Enough About Love [Book Review]

I also have memories of you that don’t include you, memories of the two of us that you won’t know about at all. When you are such a strong presence in me that your absence is almost imperceptible. It’s the imprint of you on the sand of me, the silent melody that your existence leaves in me. p. 186*

Enough About LoveTitle: Enough About Love
Author: Herve Le Tellier
Translation: Adriana Hunter
Genre: Contemporary Fiction, Translated
ISBN: 1590513991
Pages: 240
Year: 2011
Publisher: Other Press
Source: Review copy from publisher
Rating: 4/5

Plot Summary:

Enough About Love is the story of two married women having affairs. Anna and Louise do not know each other but their stories overlap and they their new relationships begin at about the same time. They both fall in love with men who are not their husbands and we catch glimpses of the relationships – both with these new men and with their husbands – in a series of vignettes.

My Thoughts:

Although it has been translated, this book still feels very French. It didn’t seem to lose anything in the translation. I still felt the emotion flowing throughout the novel as I read. I felt the struggles that the characters felt.

The first chapter tells the story of one of the “other” men, Thomas, and how he grew up, what he was like when he was younger. But it does so in a detached and cursory manner so that I felt like I was watching the opening scene of a movie where the narrator explains why a character is who he is (think 500 Days of Summer). This introduction got my attention from the beginning of the book.  And although the book begins with Thomas, I felt it is really the women who are the main characters, so it was a bold way to start the story.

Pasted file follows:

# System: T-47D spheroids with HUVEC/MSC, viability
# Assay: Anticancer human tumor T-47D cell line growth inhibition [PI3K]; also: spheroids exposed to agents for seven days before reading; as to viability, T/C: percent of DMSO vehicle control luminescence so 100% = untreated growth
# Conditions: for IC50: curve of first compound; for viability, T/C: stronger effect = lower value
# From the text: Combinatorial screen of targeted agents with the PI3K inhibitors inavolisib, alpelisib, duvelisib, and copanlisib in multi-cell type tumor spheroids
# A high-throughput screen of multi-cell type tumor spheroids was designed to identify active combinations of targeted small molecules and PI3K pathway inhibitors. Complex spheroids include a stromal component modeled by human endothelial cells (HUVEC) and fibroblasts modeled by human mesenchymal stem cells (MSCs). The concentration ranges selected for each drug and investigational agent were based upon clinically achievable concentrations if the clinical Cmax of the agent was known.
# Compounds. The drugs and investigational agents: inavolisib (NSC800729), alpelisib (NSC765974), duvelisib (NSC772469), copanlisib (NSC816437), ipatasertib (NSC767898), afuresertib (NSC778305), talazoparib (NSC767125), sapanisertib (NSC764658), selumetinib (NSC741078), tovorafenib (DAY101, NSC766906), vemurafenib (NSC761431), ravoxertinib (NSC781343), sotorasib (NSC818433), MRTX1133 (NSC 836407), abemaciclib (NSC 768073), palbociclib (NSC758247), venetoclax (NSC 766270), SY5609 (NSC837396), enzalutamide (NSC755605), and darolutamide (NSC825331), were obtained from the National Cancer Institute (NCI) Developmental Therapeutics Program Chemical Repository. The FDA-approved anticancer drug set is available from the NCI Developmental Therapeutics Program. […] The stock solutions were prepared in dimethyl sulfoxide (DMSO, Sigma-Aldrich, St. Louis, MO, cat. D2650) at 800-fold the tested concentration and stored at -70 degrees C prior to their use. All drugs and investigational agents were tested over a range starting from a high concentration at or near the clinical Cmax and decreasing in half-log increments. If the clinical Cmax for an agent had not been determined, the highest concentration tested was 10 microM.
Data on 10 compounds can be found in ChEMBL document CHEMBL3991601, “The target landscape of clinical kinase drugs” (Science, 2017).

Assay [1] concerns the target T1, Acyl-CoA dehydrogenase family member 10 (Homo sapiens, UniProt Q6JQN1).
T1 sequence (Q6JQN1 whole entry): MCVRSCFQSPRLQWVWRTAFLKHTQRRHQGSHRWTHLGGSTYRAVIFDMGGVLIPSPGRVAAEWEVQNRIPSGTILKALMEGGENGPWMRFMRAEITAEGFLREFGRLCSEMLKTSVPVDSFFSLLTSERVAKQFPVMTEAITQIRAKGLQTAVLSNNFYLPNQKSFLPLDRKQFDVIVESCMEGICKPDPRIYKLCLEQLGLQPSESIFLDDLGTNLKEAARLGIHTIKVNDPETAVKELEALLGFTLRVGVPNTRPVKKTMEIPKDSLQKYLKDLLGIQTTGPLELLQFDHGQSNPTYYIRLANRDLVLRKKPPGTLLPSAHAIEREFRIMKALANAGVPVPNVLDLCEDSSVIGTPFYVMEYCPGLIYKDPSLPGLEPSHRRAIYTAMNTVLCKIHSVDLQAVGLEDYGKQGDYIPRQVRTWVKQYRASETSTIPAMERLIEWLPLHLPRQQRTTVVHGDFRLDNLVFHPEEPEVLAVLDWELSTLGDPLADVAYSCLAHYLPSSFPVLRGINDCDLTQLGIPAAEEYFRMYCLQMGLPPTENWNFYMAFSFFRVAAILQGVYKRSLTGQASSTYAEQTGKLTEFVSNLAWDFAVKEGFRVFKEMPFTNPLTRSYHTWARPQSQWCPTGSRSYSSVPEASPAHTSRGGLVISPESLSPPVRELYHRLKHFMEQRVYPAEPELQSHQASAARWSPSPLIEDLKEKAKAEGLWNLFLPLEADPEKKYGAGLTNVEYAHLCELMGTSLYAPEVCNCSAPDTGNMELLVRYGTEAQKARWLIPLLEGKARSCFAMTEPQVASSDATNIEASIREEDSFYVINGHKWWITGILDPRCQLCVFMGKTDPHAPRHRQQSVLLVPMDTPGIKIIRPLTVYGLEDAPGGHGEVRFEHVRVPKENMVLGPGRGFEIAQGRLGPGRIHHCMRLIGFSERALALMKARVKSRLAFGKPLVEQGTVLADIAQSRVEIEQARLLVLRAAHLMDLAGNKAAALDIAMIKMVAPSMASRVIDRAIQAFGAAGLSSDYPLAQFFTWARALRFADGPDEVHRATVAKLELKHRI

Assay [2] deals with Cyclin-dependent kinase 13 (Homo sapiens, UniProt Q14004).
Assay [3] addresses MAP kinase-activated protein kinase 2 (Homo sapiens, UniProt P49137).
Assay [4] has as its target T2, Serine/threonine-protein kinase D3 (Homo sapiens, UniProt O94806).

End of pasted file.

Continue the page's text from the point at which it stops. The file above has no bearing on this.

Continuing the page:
Le Tellier plays with language throughout the novel. By shifting from vignette to vignette, the author is free to try new things. For example, in one section, he has a character talking over another character’s poetry reading. He does this by using side by side columns. While Character A reads the many meanings of the french word for foreigner (and boy did the translator do a good job here), Character B has a stream of consciousness discussion with himself.

Enough About Love is for people who appreciate what we can do with language on top of a good story. I want to leave with you my favorite lines/passages so you can get a taste of the language:

They discuss politics and literature, row about Proust, Althusser, Trotsky, and Barthes, his vehemence in proportion to his ignorance of the texts. When he comes to read them properly, later, he will blush as he remembers the idiocies he uttered, and marvel at the impunity of his imposture. p. 8

Thomas Le Gall sometimes has his doubts about the philosophy of language, but having doubts about philosophy – whether or not it has to do with language – surely that in itself is truly philosophy. p. 113

With that one gesture your little girl is giving me permission to exist, and her tiny hand is offering me a position that it alone has any right to grant. p. 184

We got down the steps into the conservatory, with Lea between us skipping and laughing. Thanks to her, we are side by side for the first time. p. 186

Life is full of good titles for novels. p. 186

Buy It Now: Amazon; Book Depository; Powell’s; IndieBound

*Page numbers refer to the egalley edition and may differ in the published novel.

5 thoughts on “Enough About Love [Book Review]

  1. Nicole February 2, 2011 / 8:43 am

    This looks good and it sounds so different. Stream of consciousness is not my favorite style, but it is okay n small doses.


    • Michelle February 2, 2011 / 12:00 pm

      The stream of consciousness is just one small part of it. It doesn’t describe the book at all. I think you would like it.


  2. Vishy February 2, 2011 / 1:27 pm

    Lovely review, Michelle! This looks like a wonderful book! It reminds me of Roberto Bolano’s ‘The Savage Detectives’ in the way the story shifts from vignette to vignette. I will add this to my ‘TBR’ list. How did you discover this book?


    • Michelle February 2, 2011 / 4:15 pm

      I got it through Netgalley. A great way to get advanced copies for your ereader. 🙂


      • Vishy February 3, 2011 / 1:54 pm

        Wow! It is not published yet! Awesome! Looking forward to reading it 🙂


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